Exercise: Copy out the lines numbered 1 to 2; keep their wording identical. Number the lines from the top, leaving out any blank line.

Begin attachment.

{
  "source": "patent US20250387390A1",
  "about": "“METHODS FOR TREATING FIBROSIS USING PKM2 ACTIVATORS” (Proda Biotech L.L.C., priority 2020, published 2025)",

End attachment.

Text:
{
  "source": "patent US20250387390A1",